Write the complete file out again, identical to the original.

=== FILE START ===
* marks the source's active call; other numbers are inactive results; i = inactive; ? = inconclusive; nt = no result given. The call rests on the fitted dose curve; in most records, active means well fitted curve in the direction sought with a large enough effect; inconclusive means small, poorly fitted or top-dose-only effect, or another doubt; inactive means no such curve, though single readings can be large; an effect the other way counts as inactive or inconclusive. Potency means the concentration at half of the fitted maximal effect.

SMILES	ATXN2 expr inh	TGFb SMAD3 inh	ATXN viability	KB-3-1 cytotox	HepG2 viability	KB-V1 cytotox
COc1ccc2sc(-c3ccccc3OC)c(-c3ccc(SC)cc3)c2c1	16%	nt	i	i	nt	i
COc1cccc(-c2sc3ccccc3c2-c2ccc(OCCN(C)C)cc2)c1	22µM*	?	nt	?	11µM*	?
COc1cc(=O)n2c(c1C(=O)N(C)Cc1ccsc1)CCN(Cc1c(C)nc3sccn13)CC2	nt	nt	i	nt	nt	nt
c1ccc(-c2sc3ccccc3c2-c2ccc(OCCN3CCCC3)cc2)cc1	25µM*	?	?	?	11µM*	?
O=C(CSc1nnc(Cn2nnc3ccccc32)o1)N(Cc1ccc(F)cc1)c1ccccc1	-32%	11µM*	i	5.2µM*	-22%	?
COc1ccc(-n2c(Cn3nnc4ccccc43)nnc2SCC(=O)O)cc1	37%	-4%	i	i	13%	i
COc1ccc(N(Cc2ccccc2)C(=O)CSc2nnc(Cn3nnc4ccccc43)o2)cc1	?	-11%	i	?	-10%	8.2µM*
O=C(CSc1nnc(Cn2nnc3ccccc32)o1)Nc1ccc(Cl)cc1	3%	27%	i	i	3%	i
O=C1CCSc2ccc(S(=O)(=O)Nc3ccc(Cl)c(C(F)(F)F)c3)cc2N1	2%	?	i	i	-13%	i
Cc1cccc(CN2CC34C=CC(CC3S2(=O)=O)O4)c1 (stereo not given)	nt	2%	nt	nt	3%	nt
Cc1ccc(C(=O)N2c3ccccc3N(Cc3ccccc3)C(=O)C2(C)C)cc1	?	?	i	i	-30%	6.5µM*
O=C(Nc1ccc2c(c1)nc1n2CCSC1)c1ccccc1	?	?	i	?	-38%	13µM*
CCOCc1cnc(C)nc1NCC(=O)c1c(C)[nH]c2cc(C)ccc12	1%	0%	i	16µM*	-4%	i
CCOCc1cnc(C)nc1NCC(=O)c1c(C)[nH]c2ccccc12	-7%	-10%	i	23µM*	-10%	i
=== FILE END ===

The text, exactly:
* marks the source's active call; other numbers are inactive results; i = inactive; ? = inconclusive; nt = no result given. The call rests on the fitted dose curve; in most records, active means well fitted curve in the direction sought with a large enough effect; inconclusive means small, poorly fitted or top-dose-only effect, or another doubt; inactive means no such curve, though single readings can be large; an effect the other way counts as inactive or inconclusive. Potency means the concentration at half of the fitted maximal effect.

SMILES	ATXN2 expr inh	TGFb SMAD3 inh	ATXN viability	KB-3-1 cytotox	HepG2 viability	KB-V1 cytotox
COc1ccc2sc(-c3ccccc3OC)c(-c3ccc(SC)cc3)c2c1	16%	nt	i	i	nt	i
COc1cccc(-c2sc3ccccc3c2-c2ccc(OCCN(C)C)cc2)c1	22µM*	?	nt	?	11µM*	?
COc1cc(=O)n2c(c1C(=O)N(C)Cc1ccsc1)CCN(Cc1c(C)nc3sccn13)CC2	nt	nt	i	nt	nt	nt
c1ccc(-c2sc3ccccc3c2-c2ccc(OCCN3CCCC3)cc2)cc1	25µM*	?	?	?	11µM*	?
O=C(CSc1nnc(Cn2nnc3ccccc32)o1)N(Cc1ccc(F)cc1)c1ccccc1	-32%	11µM*	i	5.2µM*	-22%	?
COc1ccc(-n2c(Cn3nnc4ccccc43)nnc2SCC(=O)O)cc1	37%	-4%	i	i	13%	i
COc1ccc(N(Cc2ccccc2)C(=O)CSc2nnc(Cn3nnc4ccccc43)o2)cc1	?	-11%	i	?	-10%	8.2µM*
O=C(CSc1nnc(Cn2nnc3ccccc32)o1)Nc1ccc(Cl)cc1	3%	27%	i	i	3%	i
O=C1CCSc2ccc(S(=O)(=O)Nc3ccc(Cl)c(C(F)(F)F)c3)cc2N1	2%	?	i	i	-13%	i
Cc1cccc(CN2CC34C=CC(CC3S2(=O)=O)O4)c1 (stereo not given)	nt	2%	nt	nt	3%	nt
Cc1ccc(C(=O)N2c3ccccc3N(Cc3ccccc3)C(=O)C2(C)C)cc1	?	?	i	i	-30%	6.5µM*
O=C(Nc1ccc2c(c1)nc1n2CCSC1)c1ccccc1	?	?	i	?	-38%	13µM*
CCOCc1cnc(C)nc1NCC(=O)c1c(C)[nH]c2cc(C)ccc12	1%	0%	i	16µM*	-4%	i
CCOCc1cnc(C)nc1NCC(=O)c1c(C)[nH]c2ccccc12	-7%	-10%	i	23µM*	-10%	i